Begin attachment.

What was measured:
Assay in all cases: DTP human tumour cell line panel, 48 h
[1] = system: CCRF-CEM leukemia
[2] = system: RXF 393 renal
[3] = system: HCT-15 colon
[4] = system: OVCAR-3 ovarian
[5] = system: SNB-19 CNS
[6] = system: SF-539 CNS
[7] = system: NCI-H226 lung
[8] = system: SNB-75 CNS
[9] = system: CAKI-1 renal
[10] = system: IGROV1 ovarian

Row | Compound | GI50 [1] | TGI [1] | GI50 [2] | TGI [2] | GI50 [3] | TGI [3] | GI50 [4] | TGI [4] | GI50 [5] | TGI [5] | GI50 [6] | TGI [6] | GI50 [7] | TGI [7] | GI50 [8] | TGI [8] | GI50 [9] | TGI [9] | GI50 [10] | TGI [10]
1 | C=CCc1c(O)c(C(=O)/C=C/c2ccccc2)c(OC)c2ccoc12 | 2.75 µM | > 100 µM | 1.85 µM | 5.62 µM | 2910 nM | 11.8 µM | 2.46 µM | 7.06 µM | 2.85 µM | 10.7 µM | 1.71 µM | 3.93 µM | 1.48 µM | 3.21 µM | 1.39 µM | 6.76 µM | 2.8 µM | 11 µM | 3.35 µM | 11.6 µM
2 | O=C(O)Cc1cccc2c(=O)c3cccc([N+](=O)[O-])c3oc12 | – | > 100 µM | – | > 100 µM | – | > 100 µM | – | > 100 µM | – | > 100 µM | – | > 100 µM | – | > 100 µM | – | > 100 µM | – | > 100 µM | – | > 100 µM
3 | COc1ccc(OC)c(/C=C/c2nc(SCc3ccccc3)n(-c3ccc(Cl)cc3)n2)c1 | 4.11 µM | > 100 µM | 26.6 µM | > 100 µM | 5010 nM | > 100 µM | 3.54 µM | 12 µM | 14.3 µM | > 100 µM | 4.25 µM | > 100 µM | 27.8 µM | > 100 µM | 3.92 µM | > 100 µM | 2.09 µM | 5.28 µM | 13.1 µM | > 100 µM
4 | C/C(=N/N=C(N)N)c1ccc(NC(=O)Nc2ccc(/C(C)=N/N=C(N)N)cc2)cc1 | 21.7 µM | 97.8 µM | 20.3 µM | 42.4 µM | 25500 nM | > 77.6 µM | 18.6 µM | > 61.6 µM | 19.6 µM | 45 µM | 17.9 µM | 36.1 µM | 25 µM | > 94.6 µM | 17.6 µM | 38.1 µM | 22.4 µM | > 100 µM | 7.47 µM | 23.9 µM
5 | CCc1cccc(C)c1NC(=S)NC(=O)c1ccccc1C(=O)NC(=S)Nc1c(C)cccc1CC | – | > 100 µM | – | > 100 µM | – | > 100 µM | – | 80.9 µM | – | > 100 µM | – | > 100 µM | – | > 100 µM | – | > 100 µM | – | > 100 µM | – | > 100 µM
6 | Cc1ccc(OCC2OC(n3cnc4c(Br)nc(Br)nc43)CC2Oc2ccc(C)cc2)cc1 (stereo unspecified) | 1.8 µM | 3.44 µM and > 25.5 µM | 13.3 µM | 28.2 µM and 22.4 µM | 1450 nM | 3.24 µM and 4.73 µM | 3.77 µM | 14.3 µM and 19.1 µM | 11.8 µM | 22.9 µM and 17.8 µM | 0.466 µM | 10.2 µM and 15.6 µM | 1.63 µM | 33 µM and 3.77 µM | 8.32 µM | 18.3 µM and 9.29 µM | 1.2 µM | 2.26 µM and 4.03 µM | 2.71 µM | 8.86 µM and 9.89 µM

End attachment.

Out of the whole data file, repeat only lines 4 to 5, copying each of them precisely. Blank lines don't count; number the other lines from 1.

[2] = system: RXF 393 renal
[3] = system: HCT-15 colon